4 - Programming We now have a sufficient set of...

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4 Programming • We now have a sufficient set of instructions to write serious programs • Indeed, the instruction set of the LC-3 is computationally complete in the sense that (given sufficient memory capacity) any Turing computable function can be realized by a program written in LC-3 machine language • Note that this concept for instructions (software building blocks) is analogous to that of a logically complete set of gate types (hardware building blocks)
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5 Programming (Chapter 6) Programming: Solving Problems •Top-down design •Basic Constructs •Debugging Problem Language Machine (ISA) Architecture Algorithms Micro-architecture Circuits Devices Human Analytical thinker Programmer Compiler, Assembler Electrons
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6 Solving Problems using a Computer • Methodologies for creating computer programs that perform a desired function. • Problem Solving – How do we figure out what to tell the computer to do? – Convert problem statement into algorithm, using stepwise refinement . – Convert algorithm into LC-3 machine instructions. • Debugging – How do we figure out why it didn’t work? – Examining registers and memory, setting breakpoints, etc. Time spent on the first can reduce time spent on the second!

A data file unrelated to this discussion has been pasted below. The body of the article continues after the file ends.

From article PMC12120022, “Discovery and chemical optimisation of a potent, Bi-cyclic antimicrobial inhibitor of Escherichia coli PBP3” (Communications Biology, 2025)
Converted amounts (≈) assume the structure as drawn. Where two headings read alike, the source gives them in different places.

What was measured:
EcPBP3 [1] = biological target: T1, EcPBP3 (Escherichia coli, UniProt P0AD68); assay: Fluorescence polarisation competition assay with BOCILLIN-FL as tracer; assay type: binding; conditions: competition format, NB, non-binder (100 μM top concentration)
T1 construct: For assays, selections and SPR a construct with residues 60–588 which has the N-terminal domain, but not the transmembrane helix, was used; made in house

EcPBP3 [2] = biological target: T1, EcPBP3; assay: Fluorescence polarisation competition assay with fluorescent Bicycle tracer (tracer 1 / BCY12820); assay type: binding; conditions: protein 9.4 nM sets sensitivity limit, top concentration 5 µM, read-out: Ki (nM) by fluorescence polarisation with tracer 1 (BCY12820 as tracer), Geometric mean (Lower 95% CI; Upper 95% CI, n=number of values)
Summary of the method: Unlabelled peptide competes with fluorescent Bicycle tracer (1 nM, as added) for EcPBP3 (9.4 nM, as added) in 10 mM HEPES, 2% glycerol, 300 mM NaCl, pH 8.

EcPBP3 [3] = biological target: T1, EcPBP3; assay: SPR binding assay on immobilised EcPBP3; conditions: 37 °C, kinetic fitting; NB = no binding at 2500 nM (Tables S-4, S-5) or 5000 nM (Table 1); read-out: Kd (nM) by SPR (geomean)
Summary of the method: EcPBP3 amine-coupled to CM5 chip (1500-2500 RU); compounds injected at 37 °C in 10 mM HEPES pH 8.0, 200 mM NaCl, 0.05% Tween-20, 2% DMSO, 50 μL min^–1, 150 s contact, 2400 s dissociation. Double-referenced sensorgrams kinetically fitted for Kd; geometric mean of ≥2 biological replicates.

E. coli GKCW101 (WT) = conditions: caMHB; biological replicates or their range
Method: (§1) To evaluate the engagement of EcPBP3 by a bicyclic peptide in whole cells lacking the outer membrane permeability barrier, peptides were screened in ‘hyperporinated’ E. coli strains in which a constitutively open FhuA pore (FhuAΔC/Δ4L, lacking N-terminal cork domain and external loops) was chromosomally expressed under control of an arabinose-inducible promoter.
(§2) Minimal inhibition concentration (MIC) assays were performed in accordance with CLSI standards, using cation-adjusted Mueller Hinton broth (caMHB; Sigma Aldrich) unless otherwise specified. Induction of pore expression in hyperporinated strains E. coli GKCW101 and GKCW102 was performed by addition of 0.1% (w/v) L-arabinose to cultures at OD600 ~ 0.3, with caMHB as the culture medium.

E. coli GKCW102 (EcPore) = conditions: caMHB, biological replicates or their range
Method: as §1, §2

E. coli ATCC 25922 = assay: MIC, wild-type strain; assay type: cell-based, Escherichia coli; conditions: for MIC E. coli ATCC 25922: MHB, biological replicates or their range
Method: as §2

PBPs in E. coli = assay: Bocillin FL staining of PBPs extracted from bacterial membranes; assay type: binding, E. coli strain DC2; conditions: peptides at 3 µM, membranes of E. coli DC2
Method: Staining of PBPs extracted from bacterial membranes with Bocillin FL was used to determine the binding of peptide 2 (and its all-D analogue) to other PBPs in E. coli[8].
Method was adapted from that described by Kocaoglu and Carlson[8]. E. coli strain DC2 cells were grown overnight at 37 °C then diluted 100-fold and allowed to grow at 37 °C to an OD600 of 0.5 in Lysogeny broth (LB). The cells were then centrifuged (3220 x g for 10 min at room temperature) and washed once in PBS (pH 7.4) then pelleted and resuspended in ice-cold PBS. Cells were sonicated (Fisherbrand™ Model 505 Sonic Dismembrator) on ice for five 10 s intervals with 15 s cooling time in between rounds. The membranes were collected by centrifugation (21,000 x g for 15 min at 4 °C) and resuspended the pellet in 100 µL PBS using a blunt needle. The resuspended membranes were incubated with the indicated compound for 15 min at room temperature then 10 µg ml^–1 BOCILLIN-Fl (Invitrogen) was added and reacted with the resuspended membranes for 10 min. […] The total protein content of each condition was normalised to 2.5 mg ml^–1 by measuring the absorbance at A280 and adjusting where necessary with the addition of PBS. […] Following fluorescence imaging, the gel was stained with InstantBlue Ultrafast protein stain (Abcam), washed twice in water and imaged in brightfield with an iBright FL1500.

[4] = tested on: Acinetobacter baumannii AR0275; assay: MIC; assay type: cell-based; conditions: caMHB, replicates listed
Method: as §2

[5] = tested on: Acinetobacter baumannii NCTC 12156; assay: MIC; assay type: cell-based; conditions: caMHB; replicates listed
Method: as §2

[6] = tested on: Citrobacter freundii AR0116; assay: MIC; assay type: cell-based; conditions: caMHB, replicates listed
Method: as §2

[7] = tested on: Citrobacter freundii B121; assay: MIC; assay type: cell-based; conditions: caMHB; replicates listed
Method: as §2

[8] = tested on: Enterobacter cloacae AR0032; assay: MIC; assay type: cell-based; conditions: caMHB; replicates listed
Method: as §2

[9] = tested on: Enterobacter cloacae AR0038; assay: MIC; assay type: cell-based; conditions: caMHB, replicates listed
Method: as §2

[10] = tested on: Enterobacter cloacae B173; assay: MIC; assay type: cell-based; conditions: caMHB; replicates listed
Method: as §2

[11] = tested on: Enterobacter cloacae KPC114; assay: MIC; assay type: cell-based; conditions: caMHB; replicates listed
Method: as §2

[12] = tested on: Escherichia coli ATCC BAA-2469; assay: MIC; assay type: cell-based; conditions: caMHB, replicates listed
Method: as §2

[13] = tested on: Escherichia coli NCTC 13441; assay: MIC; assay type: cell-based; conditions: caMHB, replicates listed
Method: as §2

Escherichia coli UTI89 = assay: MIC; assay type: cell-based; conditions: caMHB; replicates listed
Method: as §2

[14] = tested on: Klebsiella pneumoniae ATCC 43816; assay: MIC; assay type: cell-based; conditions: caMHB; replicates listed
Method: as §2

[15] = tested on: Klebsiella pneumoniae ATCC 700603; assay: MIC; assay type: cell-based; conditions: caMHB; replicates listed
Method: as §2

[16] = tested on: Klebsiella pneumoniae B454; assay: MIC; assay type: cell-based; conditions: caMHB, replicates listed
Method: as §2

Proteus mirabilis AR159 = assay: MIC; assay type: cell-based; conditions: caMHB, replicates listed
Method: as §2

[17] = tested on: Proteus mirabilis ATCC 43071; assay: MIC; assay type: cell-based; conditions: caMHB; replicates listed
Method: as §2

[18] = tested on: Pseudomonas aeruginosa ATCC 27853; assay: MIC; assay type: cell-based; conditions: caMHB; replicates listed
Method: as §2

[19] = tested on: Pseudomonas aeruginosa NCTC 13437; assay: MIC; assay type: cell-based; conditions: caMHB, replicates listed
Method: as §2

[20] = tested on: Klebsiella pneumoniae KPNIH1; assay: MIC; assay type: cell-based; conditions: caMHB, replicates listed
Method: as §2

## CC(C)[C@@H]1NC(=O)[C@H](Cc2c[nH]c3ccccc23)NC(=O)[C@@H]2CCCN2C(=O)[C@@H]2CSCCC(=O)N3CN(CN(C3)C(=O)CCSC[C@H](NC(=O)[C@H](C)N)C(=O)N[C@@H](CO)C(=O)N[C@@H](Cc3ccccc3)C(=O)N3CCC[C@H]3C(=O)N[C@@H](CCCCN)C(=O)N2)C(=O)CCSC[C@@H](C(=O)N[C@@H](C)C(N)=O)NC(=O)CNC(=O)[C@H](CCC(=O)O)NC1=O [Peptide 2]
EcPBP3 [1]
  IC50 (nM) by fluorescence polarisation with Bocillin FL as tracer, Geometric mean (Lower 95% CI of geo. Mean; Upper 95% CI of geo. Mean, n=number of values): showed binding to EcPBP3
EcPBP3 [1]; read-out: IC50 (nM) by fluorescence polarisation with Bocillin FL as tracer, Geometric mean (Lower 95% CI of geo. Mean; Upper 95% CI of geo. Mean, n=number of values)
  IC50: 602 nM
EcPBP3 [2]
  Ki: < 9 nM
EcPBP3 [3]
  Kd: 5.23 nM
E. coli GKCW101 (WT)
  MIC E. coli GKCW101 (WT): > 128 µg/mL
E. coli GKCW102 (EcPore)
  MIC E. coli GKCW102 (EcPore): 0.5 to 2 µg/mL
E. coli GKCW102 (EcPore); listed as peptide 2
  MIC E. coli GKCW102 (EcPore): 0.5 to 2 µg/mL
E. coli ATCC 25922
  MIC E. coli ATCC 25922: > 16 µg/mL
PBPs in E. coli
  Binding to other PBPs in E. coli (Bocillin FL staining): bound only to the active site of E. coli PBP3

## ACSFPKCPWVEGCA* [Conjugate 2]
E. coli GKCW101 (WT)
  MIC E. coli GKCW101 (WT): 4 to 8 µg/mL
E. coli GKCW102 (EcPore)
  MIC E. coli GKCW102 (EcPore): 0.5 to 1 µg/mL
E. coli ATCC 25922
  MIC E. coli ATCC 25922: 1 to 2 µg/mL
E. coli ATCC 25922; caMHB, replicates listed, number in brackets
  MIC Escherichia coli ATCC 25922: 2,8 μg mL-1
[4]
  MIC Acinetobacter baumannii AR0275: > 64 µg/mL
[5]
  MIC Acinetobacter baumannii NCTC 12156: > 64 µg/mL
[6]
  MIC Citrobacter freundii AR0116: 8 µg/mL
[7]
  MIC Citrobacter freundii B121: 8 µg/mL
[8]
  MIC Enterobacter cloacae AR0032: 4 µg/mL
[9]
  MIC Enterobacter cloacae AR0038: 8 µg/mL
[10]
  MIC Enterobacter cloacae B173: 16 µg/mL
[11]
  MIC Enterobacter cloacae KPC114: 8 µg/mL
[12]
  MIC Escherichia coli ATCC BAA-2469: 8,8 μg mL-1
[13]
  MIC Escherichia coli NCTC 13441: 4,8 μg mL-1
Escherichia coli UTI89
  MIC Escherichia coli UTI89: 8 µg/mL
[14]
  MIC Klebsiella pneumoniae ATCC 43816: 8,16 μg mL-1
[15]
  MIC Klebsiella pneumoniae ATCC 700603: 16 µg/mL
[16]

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7 Top-Down Design • There is a considerable gap between Problem and Machine (ISA) Architecture • Top-Down Design – Stepwise Refinement – Divide-and-Conquer – Structured Programming • Idea: – Break a task down into smaller, more precisely stated subtasks – Apply top-down design to subtasks Problem Language Machine (ISA) Architecture Algorithms Micro-architecture Circuits Devices Human Analytical thinker Programmer Compiler, Assembler Electrons
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8 Stepwise Refinement • Also known as systematic decomposition . • Start with problem statement: “We wish to count the number of occurrences of a character in a file. The character in question is to be input from the keyboard; the result is to be displayed on the monitor.” • Decompose task into a few simpler subtasks . • Decompose each subtask into smaller subtasks , and these into even smaller subtasks , etc. ... until you get to the machine instruction level.
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9 Four Steps (Simplified) • Analyze problem (main task) – Input given, output required • Decompose problem into subtasks – Flowchart • Develop flowcharts and algorithms for subtasks – Write algorithms in pseudo-code • Translate pseudo-code into a program (in a given programming language)
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10 Problem Statement • Because problem statements are written in English, they are sometimes ambiguous and/or incomplete. – Where is “file” located?
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4 - Programming We now have a sufficient set of...

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